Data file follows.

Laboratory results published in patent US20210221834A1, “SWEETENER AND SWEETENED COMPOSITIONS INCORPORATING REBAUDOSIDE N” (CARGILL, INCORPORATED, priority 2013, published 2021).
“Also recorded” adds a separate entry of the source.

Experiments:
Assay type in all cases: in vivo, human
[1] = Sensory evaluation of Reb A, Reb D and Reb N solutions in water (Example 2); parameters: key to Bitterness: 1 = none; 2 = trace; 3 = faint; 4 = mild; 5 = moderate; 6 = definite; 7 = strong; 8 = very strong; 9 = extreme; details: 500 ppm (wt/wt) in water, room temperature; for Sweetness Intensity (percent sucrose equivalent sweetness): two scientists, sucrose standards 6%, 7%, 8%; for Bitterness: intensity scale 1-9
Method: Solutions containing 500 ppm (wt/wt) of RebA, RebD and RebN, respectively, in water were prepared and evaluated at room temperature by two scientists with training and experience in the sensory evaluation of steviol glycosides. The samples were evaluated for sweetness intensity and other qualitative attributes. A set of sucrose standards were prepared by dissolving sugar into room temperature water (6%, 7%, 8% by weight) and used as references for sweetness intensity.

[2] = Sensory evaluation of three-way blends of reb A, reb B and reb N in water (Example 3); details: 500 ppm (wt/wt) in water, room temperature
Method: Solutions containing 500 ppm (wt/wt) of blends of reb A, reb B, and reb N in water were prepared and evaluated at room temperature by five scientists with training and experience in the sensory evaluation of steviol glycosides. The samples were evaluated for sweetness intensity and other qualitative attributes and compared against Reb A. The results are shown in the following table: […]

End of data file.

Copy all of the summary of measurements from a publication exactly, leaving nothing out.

Laboratory results published in patent US20210221834A1, “SWEETENER AND SWEETENED COMPOSITIONS INCORPORATING REBAUDOSIDE N” (CARGILL, INCORPORATED, priority 2013, published 2021).
“Also recorded” adds a separate entry of the source.

Experiments:
Assay type in all cases: in vivo, human
[1] = Sensory evaluation of Reb A, Reb D and Reb N solutions in water (Example 2); parameters: key to Bitterness: 1 = none; 2 = trace; 3 = faint; 4 = mild; 5 = moderate; 6 = definite; 7 = strong; 8 = very strong; 9 = extreme; details: 500 ppm (wt/wt) in water, room temperature; for Sweetness Intensity (percent sucrose equivalent sweetness): two scientists, sucrose standards 6%, 7%, 8%; for Bitterness: intensity scale 1-9
Method: Solutions containing 500 ppm (wt/wt) of RebA, RebD and RebN, respectively, in water were prepared and evaluated at room temperature by two scientists with training and experience in the sensory evaluation of steviol glycosides. The samples were evaluated for sweetness intensity and other qualitative attributes. A set of sucrose standards were prepared by dissolving sugar into room temperature water (6%, 7%, 8% by weight) and used as references for sweetness intensity.

[2] = Sensory evaluation of three-way blends of reb A, reb B and reb N in water (Example 3); details: 500 ppm (wt/wt) in water, room temperature
Method: Solutions containing 500 ppm (wt/wt) of blends of reb A, reb B, and reb N in water were prepared and evaluated at room temperature by five scientists with training and experience in the sensory evaluation of steviol glycosides. The samples were evaluated for sweetness intensity and other qualitative attributes and compared against Reb A. The results are shown in the following table: […]